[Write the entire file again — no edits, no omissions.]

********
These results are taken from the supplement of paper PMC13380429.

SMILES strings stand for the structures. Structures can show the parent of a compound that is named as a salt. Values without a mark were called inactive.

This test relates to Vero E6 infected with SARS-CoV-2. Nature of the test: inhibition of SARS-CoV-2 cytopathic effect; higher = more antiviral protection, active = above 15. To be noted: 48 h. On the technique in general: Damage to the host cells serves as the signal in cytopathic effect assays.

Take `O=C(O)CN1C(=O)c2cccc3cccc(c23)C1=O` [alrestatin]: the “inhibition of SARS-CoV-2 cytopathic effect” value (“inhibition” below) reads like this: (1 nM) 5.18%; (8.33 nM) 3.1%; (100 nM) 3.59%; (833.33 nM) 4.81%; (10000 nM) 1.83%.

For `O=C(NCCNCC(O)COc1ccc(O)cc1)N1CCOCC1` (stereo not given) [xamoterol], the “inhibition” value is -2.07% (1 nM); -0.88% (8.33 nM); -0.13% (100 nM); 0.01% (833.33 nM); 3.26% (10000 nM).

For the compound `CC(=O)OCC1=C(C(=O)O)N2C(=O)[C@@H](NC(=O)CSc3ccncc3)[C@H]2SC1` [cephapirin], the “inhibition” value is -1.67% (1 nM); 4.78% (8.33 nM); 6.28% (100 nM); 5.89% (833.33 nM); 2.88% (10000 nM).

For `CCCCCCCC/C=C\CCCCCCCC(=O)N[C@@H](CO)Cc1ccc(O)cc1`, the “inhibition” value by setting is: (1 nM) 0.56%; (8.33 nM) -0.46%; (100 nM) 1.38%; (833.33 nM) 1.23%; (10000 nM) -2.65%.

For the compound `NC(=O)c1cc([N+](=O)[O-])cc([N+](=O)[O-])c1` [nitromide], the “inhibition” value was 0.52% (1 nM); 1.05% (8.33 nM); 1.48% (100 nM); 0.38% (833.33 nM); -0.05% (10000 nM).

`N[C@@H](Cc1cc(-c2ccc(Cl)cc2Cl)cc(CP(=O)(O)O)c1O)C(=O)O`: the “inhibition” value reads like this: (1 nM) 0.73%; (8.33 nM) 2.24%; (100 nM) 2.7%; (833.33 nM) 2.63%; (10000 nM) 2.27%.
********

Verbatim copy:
These results are taken from the supplement of paper PMC13380429.

SMILES strings stand for the structures. Structures can show the parent of a compound that is named as a salt. Values without a mark were called inactive.

This test relates to Vero E6 infected with SARS-CoV-2. Nature of the test: inhibition of SARS-CoV-2 cytopathic effect; higher = more antiviral protection, active = above 15. To be noted: 48 h. On the technique in general: Damage to the host cells serves as the signal in cytopathic effect assays.

Take `O=C(O)CN1C(=O)c2cccc3cccc(c23)C1=O` [alrestatin]: the “inhibition of SARS-CoV-2 cytopathic effect” value (“inhibition” below) reads like this: (1 nM) 5.18%; (8.33 nM) 3.1%; (100 nM) 3.59%; (833.33 nM) 4.81%; (10000 nM) 1.83%.

For `O=C(NCCNCC(O)COc1ccc(O)cc1)N1CCOCC1` (stereo not given) [xamoterol], the “inhibition” value is -2.07% (1 nM); -0.88% (8.33 nM); -0.13% (100 nM); 0.01% (833.33 nM); 3.26% (10000 nM).

For the compound `CC(=O)OCC1=C(C(=O)O)N2C(=O)[C@@H](NC(=O)CSc3ccncc3)[C@H]2SC1` [cephapirin], the “inhibition” value is -1.67% (1 nM); 4.78% (8.33 nM); 6.28% (100 nM); 5.89% (833.33 nM); 2.88% (10000 nM).

For `CCCCCCCC/C=C\CCCCCCCC(=O)N[C@@H](CO)Cc1ccc(O)cc1`, the “inhibition” value by setting is: (1 nM) 0.56%; (8.33 nM) -0.46%; (100 nM) 1.38%; (833.33 nM) 1.23%; (10000 nM) -2.65%.

For the compound `NC(=O)c1cc([N+](=O)[O-])cc([N+](=O)[O-])c1` [nitromide], the “inhibition” value was 0.52% (1 nM); 1.05% (8.33 nM); 1.48% (100 nM); 0.38% (833.33 nM); -0.05% (10000 nM).

`N[C@@H](Cc1cc(-c2ccc(Cl)cc2Cl)cc(CP(=O)(O)O)c1O)C(=O)O`: the “inhibition” value reads like this: (1 nM) 0.73%; (8.33 nM) 2.24%; (100 nM) 2.7%; (833.33 nM) 2.63%; (10000 nM) 2.27%.